Christian Martinez

Winnipeg, Canada

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71498
Christian Martinez
Posted almost 3 years ago
What is love?
Hi Shanmugananda, In your understanding, love is that "feeling," eh? Like, the butterflies that dance around in our stomach when we're in the presence of something good, true and beautiful? Thanks, Christian
71498
Christian Martinez
Posted almost 3 years ago
What is love?
Hi Jacob, I think you're quite right. Defining love is probably an impossible task, but we could touch its boundaries and know with certainty what it is and what it isn't. Always, Christian
71498
Christian Martinez
Posted almost 3 years ago
What IS religion?
Hi Barry, Dictionaries offer definitions, yes, but not exhaustively so. There is a wonderful talk here on TED by the lexicographer, Erin McKean (it's highly-recommended, super entertaining!), where she critiques the obsolete model of dictionaries. The talk was met with much fervor, and its applications are even now reverberating in academic spheres. For example, a sure way to get a big, fat F on an academic paper is to exclusively rely on dictionary citations as evidence in an argument. I am further suggesting that your claim is not grounded in truth. By priests, I wonder with whom you've spoken - I happen to be acquainted with many. Deity, in theology, claims a very specific understanding regarding the divine nature. The Romans' views of their gods were radically different from the Christian understanding. Zeus was construed as one of the gods, having particular attributes and having a particular influence on the world. His nature as a god was indeed a "deist" conception. Deity, almost like a human kind of being but with supernatural capacities (and much better-looking!), who puppeteers humans and is in control of every aspect of the world - this is not how Christians and Muslims view God. It would surprise me to hear a priest refer to Christ as a deity, truly. By all means, please explore this claim for accuracy. Or if you'd like, you can ask me questions, and if I don't know the answer I'll try to find them for you. Many thanks.
71498
Christian Martinez
Posted almost 3 years ago
What IS religion?
Hi Robert, It isn't a semantic dodge at all. I mentioned in the response Aquinas' characterization: ipsum esse. I suggest you google it. In the Christian conception, God is not - not! - simply everything that exists. That's just absolutely not it. That falls more in line with nature mysticism, like "the force" in Star Wars. If it's ingredient in the universe, by definition, it isn't God. The reason why I am claiming that we need to get these terminologies right first is because if our definitions aren't right, we're not even in the same world, haha! In a court of law, the judge, at this point, would turn to one of us and say, "uhh, counsel, you're in the wrong room." If you're defining God as "everything," my goodness, Robert, I agree with you! It's plainly not the Christian conception. Furthermore, no one believes in God BECAUSE things exist. That misrepresents the argument too. Thanks again Robert.
71498
Christian Martinez
Posted almost 3 years ago
What IS religion?
Hi Gordon, This is simply inaccurate, even irrational. Of course religions - all of them - have to be viewed in their entirety, otherwise one can't possibly make any sorts of assertions about them. I find that many critics of religion have scant knowledge about the literature, but confidently make grandiose claims about them. Reading a verse in a chapter in the Bible does not make one an expert on Christianity. What if the claim is tethered/balanced by another principle in another chapter? We could extend your logic to the following: it makes no sense to refer to oneself as a "loving" person and then proceed to destroy people's lives. A golfer who has never touched a club. A farmer who has never seen soil. Could a Christian be Christian without believing in Christ? Contrary to the caricatures of secular society, Catholicism, as an example, makes very particular claims that are very pertinent to our lives. I highly recommend informing yourself of its claims, and you'll recognize that some of the assumptions held in your response are actually not based in truth. Many thanks, C.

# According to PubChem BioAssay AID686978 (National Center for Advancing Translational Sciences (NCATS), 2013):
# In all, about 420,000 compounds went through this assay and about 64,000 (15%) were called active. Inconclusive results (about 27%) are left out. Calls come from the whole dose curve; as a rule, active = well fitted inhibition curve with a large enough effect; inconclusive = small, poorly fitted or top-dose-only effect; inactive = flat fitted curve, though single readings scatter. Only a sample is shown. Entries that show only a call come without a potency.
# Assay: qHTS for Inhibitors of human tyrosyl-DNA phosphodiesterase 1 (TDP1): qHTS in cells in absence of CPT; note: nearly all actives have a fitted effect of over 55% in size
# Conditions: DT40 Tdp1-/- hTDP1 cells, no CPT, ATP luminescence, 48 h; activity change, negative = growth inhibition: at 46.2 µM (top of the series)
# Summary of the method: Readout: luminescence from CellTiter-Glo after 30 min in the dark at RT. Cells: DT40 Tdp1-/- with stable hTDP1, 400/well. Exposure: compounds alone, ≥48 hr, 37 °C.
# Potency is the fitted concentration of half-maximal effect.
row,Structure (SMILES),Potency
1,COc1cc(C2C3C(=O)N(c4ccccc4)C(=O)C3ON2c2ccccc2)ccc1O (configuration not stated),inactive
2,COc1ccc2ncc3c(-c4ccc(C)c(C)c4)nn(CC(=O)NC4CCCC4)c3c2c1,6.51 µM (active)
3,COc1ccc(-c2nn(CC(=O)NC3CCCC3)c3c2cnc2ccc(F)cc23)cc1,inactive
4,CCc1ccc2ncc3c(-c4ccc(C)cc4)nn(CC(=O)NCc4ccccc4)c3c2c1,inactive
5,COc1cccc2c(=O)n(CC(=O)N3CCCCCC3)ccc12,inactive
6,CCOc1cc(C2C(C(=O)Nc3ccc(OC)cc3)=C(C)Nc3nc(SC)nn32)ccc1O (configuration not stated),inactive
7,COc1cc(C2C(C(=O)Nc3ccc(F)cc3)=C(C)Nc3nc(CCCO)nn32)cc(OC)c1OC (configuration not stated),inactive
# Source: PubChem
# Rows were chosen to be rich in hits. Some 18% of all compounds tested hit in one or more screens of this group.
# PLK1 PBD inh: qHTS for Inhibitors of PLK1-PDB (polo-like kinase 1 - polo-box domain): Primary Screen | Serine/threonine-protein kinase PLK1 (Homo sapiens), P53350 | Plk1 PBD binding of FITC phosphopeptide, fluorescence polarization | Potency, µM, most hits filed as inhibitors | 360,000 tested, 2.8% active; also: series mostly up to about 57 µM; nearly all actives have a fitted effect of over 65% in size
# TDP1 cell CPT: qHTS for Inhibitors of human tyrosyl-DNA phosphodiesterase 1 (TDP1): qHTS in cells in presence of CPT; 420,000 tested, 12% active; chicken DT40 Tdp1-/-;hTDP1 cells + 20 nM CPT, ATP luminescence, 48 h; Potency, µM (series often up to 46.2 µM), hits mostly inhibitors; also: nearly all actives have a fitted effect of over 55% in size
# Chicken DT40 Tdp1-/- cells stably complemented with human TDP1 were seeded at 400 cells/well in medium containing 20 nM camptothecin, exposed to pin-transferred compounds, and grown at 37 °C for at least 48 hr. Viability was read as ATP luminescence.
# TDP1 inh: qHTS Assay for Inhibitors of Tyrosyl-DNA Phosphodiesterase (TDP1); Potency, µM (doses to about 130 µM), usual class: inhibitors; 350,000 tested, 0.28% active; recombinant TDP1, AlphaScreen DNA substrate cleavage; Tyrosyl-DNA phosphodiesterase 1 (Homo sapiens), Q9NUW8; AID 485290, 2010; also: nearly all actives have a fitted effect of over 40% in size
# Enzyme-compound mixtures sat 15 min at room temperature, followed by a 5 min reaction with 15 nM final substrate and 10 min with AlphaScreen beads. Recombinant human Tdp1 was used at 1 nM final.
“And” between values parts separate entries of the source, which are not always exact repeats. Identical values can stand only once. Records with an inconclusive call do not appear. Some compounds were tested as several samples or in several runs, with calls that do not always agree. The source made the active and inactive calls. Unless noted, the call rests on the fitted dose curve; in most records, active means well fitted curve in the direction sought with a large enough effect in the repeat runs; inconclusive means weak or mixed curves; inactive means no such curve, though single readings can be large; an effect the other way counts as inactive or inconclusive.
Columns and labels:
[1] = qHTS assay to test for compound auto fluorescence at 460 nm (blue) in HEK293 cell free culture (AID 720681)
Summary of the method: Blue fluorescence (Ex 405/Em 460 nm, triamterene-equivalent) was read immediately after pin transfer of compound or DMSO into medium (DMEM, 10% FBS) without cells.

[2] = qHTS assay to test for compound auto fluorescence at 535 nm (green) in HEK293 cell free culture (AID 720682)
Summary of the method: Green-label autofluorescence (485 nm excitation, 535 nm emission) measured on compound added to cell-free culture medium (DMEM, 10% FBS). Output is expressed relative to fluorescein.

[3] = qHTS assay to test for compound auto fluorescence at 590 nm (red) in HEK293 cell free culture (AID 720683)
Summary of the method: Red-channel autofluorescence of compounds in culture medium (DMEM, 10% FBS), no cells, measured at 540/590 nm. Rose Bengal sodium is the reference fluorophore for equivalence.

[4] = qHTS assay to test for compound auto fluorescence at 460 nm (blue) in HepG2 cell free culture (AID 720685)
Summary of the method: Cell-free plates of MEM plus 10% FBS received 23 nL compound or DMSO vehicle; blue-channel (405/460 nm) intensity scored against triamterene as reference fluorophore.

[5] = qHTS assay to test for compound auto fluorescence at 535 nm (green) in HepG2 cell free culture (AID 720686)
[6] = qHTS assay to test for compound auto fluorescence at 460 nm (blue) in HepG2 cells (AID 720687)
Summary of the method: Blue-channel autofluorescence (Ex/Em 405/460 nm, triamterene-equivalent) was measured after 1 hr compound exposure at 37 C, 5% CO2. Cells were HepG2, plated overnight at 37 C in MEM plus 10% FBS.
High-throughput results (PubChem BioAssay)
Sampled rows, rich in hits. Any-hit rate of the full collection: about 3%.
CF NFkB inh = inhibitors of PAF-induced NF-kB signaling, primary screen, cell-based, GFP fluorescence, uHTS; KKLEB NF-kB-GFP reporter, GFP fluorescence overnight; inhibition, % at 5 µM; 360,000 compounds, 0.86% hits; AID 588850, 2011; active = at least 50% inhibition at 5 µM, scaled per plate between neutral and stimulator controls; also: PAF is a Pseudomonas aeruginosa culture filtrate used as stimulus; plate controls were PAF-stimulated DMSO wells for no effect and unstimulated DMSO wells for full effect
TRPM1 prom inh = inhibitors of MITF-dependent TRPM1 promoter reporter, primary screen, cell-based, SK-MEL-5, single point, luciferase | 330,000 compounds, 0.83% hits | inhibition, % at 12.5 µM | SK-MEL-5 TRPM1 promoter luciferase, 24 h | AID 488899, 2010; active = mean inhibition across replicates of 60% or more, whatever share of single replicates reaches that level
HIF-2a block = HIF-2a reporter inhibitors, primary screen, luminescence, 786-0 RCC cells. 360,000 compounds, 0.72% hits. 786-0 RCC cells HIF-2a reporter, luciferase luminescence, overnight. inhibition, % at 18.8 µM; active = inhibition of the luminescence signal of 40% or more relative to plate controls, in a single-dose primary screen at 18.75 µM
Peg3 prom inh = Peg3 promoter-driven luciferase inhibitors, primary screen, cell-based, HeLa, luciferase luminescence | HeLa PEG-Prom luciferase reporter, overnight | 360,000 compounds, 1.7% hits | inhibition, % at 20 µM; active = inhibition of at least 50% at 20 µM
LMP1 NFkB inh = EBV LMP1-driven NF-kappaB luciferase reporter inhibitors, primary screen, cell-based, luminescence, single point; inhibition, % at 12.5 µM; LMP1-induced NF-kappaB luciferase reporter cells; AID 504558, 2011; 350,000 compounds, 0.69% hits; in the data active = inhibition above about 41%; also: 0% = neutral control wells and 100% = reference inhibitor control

71498
Christian Martinez
Posted almost 3 years ago
What IS religion?
Hi Roy, Thank you so much for sharing - many would appreciate the strength you demonstrated through these experiences. I would simply submit that Church does not argue with science in the way that you construe it. The Church recognizes fully the merits of science as science. It only calls into question the claims that some people make in the name of science precisely when it deviates from its nature. Science, rightly so, can strongly make assertions about the observable, but when it questions theology, it's already beyond its reach. As soon as arguments are exchanged, science evolves into philosophy, and it necessarily goes outside of itself to keep on. That "science is right" and "religion is wrong" is not a scientific claim, but a philosophical one. In science, we present evidence and formulate theories consistent with our findings. As soon as science enters the realm of the universal, it ceases to be science. It becomes, as you say, dogma. In the end, the Church construes God as the true, the good and the beautiful. There is no contradiction between science and religion. If science demonstrates conclusively a particular thing to be true, which in turn happens to be contradictory with the Church's position, then the Church necessarily must alter its stance - this it has done many times in history. It remains the case that the war between science and religion is pure fiction, perpetualized by those who have an interest in doing so. Regards, C.